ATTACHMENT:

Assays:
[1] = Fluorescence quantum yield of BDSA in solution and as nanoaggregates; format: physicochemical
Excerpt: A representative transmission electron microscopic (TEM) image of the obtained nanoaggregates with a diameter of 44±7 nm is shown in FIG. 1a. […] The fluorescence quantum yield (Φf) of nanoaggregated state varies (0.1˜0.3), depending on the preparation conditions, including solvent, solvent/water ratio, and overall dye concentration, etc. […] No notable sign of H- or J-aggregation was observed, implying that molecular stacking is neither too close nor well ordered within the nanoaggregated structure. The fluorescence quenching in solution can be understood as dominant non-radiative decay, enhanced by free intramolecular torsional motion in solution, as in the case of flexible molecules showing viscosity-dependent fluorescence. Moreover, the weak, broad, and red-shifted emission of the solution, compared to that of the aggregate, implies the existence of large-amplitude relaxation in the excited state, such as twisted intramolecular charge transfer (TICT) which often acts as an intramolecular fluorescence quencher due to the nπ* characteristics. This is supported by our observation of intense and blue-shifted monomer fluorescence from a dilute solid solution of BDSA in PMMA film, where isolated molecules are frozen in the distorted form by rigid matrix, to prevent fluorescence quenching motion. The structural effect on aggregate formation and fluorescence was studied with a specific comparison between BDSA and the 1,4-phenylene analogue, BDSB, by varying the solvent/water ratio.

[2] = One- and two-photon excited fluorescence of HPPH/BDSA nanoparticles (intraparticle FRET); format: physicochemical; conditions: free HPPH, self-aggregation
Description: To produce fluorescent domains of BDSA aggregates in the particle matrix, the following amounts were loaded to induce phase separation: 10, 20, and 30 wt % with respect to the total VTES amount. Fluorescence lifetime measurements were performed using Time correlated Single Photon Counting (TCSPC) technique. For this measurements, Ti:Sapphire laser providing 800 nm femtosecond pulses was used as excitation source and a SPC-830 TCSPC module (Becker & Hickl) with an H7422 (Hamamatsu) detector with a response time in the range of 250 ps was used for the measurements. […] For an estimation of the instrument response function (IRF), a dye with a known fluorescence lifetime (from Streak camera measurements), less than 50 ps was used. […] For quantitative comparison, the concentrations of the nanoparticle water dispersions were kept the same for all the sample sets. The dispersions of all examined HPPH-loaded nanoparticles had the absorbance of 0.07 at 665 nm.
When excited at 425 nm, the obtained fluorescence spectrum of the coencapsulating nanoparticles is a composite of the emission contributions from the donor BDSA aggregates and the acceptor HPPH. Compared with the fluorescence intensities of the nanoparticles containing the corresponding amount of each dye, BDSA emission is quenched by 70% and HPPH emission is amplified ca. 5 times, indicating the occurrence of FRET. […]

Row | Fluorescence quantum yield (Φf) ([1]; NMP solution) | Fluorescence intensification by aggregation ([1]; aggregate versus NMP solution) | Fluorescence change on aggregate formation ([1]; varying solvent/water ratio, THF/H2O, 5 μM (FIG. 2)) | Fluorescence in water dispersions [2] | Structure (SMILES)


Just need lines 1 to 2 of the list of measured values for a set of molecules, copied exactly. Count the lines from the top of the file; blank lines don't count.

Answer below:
Assays:
[1] = Fluorescence quantum yield of BDSA in solution and as nanoaggregates; format: physicochemical